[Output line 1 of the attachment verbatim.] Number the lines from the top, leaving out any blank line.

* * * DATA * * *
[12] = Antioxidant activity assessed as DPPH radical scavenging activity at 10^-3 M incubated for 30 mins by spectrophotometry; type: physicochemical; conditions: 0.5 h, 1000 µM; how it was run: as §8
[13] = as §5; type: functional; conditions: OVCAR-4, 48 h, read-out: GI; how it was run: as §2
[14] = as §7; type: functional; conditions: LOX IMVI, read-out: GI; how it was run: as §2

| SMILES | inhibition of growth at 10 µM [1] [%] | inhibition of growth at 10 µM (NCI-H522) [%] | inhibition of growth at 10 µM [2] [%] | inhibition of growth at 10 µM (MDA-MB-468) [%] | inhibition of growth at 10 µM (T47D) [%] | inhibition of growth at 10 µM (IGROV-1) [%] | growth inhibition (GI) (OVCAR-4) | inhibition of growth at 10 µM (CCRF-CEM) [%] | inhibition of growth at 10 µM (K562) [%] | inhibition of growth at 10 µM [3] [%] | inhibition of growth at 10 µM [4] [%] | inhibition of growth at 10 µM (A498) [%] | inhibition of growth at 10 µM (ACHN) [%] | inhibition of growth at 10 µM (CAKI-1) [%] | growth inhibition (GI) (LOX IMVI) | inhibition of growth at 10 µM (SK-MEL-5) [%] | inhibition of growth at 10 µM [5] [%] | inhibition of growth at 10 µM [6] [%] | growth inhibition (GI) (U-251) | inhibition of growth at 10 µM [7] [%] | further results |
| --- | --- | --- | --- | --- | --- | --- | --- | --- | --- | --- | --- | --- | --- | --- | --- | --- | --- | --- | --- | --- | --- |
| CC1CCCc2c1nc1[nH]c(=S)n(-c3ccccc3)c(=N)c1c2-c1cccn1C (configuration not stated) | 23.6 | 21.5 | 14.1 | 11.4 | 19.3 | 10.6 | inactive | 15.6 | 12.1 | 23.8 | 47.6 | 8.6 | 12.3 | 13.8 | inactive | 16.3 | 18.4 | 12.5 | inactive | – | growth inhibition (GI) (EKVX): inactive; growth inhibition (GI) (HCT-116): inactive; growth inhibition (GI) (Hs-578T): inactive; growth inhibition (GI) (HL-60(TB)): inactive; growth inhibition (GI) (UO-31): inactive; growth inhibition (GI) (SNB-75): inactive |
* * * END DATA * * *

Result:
[12] = Antioxidant activity assessed as DPPH radical scavenging activity at 10^-3 M incubated for 30 mins by spectrophotometry; type: physicochemical; conditions: 0.5 h, 1000 µM; how it was run: as §8